Redefinition of DNS Authenticated Data (AD) bit
RFC 3655

Document Type RFC - Proposed Standard (November 2003; No errata)
Obsoleted by RFC 4033, RFC 4035, RFC 4034
Updates RFC 2535
Last updated 2015-10-14
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IESG IESG state RFC 3655 (Proposed Standard)
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Responsible AD Erik Nordmark
IESG note published as RFC 3655
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Network Working Group                                      B. Wellington
Request for Comments: 3655                                O. Gudmundsson
Updates: 2535                                              November 2003
Category: Standards Track

            Redefinition of DNS Authenticated Data (AD) bit

Status of this Memo

   This document specifies an Internet standards track protocol for the
   Internet community, and requests discussion and suggestions for
   improvements.  Please refer to the current edition of the "Internet
   Official Protocol Standards" (STD 1) for the standardization state
   and status of this protocol.  Distribution of this memo is unlimited.

Copyright Notice

   Copyright (C) The Internet Society (2003).  All Rights Reserved.


   This document alters the specification defined in RFC 2535.  Based on
   implementation experience, the Authenticated Data (AD) bit in the DNS
   header is not useful.  This document redefines the AD bit such that
   it is only set if all answers or records proving that no answers
   exist in the response has been cryptographically verified or
   otherwise meets the server's local security policy.

1.  Introduction

   Familiarity with the DNS system [RFC1035] and DNS security extensions
   [RFC2535] is helpful but not necessary.

   As specified in RFC 2535 (section 6.1), the AD (Authenticated Data)
   bit indicates in a response that all data included in the answer and
   authority sections of the response have been authenticated by the
   server according to the policies of that server.  This is not
   especially useful in practice, since a conformant server SHOULD never
   reply with data that failed its security policy.

   This document redefines the AD bit such that it is only set if all
   data in the response has been cryptographically verified or otherwise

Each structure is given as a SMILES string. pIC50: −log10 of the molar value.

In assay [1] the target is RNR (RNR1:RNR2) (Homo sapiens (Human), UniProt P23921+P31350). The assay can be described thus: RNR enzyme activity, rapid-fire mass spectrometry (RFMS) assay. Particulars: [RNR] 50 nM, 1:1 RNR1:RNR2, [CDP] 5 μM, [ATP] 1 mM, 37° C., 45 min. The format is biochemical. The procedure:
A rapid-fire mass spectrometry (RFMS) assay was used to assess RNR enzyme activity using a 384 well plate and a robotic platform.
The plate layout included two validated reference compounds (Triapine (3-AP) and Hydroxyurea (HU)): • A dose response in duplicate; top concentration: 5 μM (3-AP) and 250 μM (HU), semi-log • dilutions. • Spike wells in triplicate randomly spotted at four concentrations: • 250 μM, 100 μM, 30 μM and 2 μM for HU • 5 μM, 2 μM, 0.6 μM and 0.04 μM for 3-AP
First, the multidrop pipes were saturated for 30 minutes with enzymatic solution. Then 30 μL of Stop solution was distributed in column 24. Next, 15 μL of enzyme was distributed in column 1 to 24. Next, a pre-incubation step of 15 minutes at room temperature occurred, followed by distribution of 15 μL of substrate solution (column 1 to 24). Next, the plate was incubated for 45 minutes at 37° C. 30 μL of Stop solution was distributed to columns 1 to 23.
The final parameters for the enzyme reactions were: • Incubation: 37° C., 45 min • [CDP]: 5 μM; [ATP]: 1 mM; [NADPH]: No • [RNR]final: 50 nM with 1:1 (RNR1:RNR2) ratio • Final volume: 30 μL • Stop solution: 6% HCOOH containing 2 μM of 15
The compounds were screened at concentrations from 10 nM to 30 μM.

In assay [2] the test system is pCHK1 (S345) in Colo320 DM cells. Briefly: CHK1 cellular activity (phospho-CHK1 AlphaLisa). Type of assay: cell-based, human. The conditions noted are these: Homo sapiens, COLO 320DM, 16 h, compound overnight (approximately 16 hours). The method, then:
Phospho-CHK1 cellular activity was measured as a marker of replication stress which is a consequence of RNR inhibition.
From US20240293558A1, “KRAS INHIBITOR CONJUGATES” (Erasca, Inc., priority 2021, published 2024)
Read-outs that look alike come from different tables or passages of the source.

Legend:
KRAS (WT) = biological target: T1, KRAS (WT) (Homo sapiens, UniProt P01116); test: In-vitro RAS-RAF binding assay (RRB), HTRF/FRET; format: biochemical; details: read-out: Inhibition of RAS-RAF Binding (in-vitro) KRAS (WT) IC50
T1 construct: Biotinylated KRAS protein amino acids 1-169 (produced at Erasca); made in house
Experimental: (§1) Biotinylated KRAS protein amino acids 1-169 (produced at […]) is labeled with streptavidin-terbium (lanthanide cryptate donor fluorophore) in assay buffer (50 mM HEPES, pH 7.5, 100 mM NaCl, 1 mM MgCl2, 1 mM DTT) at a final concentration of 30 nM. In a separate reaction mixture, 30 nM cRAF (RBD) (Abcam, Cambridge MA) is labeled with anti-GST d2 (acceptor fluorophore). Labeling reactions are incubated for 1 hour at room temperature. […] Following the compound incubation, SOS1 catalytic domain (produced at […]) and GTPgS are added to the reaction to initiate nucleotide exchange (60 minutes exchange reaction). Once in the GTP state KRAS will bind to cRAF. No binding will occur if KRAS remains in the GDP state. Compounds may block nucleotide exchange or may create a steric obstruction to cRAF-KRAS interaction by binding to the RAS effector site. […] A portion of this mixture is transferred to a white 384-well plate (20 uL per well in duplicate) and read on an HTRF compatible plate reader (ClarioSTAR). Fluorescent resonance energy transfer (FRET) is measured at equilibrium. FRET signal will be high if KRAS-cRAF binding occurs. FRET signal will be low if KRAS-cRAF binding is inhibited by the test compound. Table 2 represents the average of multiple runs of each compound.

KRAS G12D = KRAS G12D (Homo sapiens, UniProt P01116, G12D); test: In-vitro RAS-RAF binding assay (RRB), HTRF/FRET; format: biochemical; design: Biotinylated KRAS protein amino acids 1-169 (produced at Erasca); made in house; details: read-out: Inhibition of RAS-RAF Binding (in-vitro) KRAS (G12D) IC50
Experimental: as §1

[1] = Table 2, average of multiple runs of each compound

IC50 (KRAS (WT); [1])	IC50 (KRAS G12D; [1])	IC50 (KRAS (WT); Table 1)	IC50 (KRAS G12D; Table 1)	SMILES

meets the server's local security policy.  Thus, neither a response
   containing properly delegated insecure data, nor a server configured
   without DNSSEC keys, will have the AD set.  As before, data that
   failed to verify will not be returned.  An application running on a
   host that has a trust relationship with the server performing the

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RFC 3655               Redefinition of DNS AD bit          November 2003

   recursive query can now use the value of the AD bit to determine
   whether the data is secure.

1.1.  Motivation

   A full DNSSEC capable resolver called directly from an application
   can return to the application the security status of the RRsets in
   the answer.  However, most applications use a limited stub resolver
   that relies on an external recursive name server which incorporates a
   full resolver.  The recursive nameserver can use the AD bit in a
   response to indicate the security status of the data in the answer,
   and the local resolver can pass this information to the application.
   The application in this context can be either a human using a DNS
   tool or a software application.

   The AD bit SHOULD be used by the local resolver if and only if it has
   been explicitly configured to trust the remote resolver.  The AD bit
   SHOULD be ignored when the recursive name server is not trusted.

   An alternate solution would be to embed a full DNSSEC resolver into
   every application, but this has several disadvantages.

   -  DNSSEC validation is both CPU and network intensive, and caching
      SHOULD be used whenever possible.

   -  DNSSEC requires non-trivial configuration - the root key must be
      configured, as well as keys for any "islands of security" that
      will exist until DNSSEC is fully deployed.  The number of
      configuration points should be minimized.

1.2.  Requirements

   The key words "MAY", "MAY NOT" "MUST", "MUST NOT", "SHOULD", "SHOULD
   NOT", "RECOMMENDED", in this document are to be interpreted as
   described in BCP 14, RFC 2119 [RFC2119].

1.3.  Updated documents and sections

   The definition of the AD bit in RFC 2535, Section 6.1, is changed.

2.  Setting of AD bit

   The presence of the CD (Checking Disabled) bit in a query does not
   affect the setting of the AD bit in the response.  If the CD bit is
   set, the server will not perform checking, but SHOULD still set the
   AD bit if the data has already been cryptographically verified or

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RFC 3655               Redefinition of DNS AD bit          November 2003

   complies with local policy.  The AD bit MUST only be set if DNSSEC
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